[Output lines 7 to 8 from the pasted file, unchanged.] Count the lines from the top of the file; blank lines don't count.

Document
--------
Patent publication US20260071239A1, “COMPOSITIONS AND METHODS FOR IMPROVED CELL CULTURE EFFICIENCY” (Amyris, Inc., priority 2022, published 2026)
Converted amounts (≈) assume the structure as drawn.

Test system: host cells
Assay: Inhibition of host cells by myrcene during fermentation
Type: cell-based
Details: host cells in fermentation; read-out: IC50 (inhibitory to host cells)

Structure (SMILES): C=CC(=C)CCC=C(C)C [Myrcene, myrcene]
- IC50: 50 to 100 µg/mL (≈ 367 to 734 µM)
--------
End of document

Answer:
Structure (SMILES): C=CC(=C)CCC=C(C)C [Myrcene, myrcene]
- IC50: 50 to 100 µg/mL (≈ 367 to 734 µM)